Fostering a positive environment that facilitates communication, collaboration, and teamwork is expected to bring more attention to staff shortages. Within the ancillary service department, specialists of different levels of expertise and specializations are expected to collaborate to reach optimal care outcomes. Shortages are identified when these professionals communicate and work in the team – limitations in quality and scope are evident when each person is doing the work that was assigned to him or her. In order to foster collaboration and make a healthcare department welcoming for new members to join and thus reduce shortages, it is recommended to create power-shared partnerships that will bring purposeful attention to the needs and problems of the practice and achieve successful outcomes (Morley & Cashell, 2017).

Collaboration is considered a common theme when it comes to addressing the challenges of professionals’ shortages and job dissatisfaction. Four critical recommendations targeted at improving communication, collaboration, and fostering diversity in the workplace include coordination, cooperation, shared decision-making, and partnerships. The framework of recommendations was initially developed by Sullivan and later used in the research literature to study the impact of collaboration on improving the health care practice. Coordination is expected to decrease turnover and boost satisfaction because the team will be working together to achieve shared goals.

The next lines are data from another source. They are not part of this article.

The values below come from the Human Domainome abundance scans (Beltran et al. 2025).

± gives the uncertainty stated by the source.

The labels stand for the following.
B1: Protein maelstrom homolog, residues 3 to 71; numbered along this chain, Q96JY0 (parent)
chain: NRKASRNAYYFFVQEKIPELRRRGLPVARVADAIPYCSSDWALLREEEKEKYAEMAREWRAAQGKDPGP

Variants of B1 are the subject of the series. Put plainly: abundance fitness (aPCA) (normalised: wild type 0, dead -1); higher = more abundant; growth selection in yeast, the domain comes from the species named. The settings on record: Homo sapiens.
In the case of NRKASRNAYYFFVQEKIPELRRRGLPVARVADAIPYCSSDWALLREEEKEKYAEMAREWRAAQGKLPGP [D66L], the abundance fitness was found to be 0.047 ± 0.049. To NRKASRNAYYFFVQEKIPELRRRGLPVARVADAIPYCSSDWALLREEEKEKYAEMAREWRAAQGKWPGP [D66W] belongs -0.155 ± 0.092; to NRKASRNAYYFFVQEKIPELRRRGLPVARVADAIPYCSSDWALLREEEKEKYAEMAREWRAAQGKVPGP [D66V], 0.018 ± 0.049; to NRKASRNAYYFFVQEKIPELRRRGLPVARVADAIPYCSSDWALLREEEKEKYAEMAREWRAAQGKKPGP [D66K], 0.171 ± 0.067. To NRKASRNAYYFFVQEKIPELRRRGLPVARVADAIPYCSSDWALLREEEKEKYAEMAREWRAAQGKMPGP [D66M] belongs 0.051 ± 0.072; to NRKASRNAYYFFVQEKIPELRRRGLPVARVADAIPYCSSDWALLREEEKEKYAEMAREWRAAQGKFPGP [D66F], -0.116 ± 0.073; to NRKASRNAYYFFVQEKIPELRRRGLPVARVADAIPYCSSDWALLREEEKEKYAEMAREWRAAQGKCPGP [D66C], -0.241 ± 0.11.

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Cooperation is an essential aspect of enhancing outcomes because it implies contributing with knowledge and skills to facilitate the enhanced environment of valuing the contributions of other team members. Shared decision-making is necessary for teams to rely on negotiation, trust, openness, and a respectful power balance. Without having a shared sense of what the goals are and how they should be achieved, it will be challenging for professionals to understand how they can cooperate. Partnerships, which imply open and respectful relationships that are cultivated over time, will develop a shared vision and collaboration to meet the objectives of care.

To conclude, the ancillary service department should work toward creating an environment of collaboration to address such challenges as staff shortages and reduced job satisfaction. Developing an environment where collaboration is valued and where teamwork is the primary tool for reaching the established objectives is highly likely to improve the challenges positively. It is the job of hospital directors and leaders to identify gaps in collaborative actions and invest in training and education to cater to the needs of their employees.


Buchan, J., & Aiken, L. (2008). Solving nursing shortages: a common priority. Journal of Clinical Nursing, 17(24), 3262-3268.

Chien, W. T., & Yick, S. Y. (2016). An Investigation of Nurses’ Job Satisfaction in a Private Hospital and Its Correlates. The Open Nursing Journal, 10, 99-112.

Morley, L., & Cashell, A. (2017). Collaboration in health care. Journal of Medical Imaging and Radiation Sciences, 48, 207-216.